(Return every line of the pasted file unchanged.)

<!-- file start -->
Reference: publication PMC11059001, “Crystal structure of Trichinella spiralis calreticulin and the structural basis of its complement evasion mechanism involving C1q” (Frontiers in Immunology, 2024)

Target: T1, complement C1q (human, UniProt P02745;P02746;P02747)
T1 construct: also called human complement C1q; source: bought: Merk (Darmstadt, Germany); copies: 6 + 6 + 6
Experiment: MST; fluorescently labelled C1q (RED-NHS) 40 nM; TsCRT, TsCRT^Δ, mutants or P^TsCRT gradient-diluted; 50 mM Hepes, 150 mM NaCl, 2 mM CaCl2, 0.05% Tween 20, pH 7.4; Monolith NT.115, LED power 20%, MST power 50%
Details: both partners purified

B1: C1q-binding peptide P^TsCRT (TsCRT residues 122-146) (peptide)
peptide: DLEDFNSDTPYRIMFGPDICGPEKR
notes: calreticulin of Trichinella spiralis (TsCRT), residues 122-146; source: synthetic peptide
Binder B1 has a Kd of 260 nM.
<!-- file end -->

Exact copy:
Reference: publication PMC11059001, “Crystal structure of Trichinella spiralis calreticulin and the structural basis of its complement evasion mechanism involving C1q” (Frontiers in Immunology, 2024)

Target: T1, complement C1q (human, UniProt P02745;P02746;P02747)
T1 construct: also called human complement C1q; source: bought: Merk (Darmstadt, Germany); copies: 6 + 6 + 6
Experiment: MST; fluorescently labelled C1q (RED-NHS) 40 nM; TsCRT, TsCRT^Δ, mutants or P^TsCRT gradient-diluted; 50 mM Hepes, 150 mM NaCl, 2 mM CaCl2, 0.05% Tween 20, pH 7.4; Monolith NT.115, LED power 20%, MST power 50%
Details: both partners purified

B1: C1q-binding peptide P^TsCRT (TsCRT residues 122-146) (peptide)
peptide: DLEDFNSDTPYRIMFGPDICGPEKR
notes: calreticulin of Trichinella spiralis (TsCRT), residues 122-146; source: synthetic peptide
Binder B1 has a Kd of 260 nM.